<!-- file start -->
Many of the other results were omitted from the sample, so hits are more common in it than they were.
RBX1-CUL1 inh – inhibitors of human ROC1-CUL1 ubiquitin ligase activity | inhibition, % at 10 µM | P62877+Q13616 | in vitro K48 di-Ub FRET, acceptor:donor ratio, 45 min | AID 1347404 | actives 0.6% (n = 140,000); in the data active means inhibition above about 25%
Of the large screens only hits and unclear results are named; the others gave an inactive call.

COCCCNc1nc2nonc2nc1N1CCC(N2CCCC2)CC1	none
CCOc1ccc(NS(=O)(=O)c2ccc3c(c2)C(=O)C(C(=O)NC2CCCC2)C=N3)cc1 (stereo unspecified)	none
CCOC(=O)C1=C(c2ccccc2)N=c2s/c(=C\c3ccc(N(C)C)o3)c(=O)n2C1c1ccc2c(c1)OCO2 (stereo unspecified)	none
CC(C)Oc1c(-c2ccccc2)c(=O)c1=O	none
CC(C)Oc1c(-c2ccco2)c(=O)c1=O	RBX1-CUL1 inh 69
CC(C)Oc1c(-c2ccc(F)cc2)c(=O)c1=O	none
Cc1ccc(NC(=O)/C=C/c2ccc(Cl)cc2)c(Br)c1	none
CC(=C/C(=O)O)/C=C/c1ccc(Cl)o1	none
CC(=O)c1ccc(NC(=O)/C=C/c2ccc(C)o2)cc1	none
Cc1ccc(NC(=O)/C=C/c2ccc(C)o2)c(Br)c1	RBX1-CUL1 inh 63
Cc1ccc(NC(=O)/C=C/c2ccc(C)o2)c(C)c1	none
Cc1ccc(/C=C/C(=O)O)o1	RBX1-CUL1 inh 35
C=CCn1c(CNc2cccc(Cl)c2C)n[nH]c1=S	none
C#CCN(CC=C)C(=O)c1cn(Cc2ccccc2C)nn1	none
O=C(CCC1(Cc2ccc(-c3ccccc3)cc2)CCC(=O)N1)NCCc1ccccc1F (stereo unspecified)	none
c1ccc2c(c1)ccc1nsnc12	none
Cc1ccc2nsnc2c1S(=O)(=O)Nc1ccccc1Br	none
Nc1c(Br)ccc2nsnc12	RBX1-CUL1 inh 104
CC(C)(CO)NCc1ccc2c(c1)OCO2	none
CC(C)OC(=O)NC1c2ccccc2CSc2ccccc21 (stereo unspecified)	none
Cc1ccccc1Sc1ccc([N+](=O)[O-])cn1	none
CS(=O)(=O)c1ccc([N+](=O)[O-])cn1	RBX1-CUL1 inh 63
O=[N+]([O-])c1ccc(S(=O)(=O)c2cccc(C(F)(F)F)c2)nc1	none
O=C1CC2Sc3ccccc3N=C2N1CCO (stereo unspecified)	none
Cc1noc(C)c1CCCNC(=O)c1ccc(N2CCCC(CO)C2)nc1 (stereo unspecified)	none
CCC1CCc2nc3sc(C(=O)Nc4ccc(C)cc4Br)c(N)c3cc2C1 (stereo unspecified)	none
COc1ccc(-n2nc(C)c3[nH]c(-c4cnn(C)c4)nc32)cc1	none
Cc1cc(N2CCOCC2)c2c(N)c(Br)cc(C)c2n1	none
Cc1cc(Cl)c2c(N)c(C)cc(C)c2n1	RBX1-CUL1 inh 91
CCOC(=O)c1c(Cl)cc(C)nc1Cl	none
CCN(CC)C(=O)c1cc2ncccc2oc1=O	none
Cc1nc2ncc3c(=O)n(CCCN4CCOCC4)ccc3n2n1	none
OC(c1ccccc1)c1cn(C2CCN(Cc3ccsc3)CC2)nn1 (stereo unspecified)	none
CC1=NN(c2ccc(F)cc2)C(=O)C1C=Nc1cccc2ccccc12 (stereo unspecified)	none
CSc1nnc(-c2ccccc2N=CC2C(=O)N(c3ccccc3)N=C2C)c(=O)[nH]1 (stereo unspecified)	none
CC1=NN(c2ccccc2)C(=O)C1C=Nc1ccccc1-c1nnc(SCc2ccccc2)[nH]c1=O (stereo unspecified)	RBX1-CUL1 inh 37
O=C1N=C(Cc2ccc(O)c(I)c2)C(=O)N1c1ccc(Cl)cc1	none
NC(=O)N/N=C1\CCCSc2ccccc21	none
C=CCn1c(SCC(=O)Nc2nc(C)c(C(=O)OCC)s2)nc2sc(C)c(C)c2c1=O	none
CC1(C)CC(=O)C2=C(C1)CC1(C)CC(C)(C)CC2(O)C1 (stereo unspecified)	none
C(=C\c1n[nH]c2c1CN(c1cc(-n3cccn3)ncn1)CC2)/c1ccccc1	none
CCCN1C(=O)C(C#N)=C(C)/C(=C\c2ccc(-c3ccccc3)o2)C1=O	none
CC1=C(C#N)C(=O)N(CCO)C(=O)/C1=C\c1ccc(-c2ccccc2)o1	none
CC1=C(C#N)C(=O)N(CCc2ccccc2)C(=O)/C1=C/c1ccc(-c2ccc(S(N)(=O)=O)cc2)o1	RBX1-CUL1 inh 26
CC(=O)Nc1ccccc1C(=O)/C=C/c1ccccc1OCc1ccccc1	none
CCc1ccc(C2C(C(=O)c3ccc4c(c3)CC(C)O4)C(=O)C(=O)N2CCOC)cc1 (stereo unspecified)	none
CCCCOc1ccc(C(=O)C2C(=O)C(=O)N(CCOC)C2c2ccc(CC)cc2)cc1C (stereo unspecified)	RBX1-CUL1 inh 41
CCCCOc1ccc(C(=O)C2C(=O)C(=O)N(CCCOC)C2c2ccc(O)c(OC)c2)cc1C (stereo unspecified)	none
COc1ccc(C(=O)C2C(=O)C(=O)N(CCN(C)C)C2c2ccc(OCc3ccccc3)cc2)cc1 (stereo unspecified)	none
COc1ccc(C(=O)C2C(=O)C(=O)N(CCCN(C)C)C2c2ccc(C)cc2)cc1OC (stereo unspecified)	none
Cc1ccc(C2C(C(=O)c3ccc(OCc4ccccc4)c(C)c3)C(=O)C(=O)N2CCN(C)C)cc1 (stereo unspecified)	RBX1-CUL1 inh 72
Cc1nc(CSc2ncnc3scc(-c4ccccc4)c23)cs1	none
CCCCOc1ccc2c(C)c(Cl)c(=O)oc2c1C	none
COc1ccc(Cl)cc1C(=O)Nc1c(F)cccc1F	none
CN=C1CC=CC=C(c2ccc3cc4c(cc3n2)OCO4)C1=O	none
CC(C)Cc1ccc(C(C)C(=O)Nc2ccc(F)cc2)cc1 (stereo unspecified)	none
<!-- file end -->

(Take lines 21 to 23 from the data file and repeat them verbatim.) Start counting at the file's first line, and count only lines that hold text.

Nc1c(Br)ccc2nsnc12	RBX1-CUL1 inh 104
CC(C)(CO)NCc1ccc2c(c1)OCO2	none
CC(C)OC(=O)NC1c2ccccc2CSc2ccccc21 (stereo unspecified)	none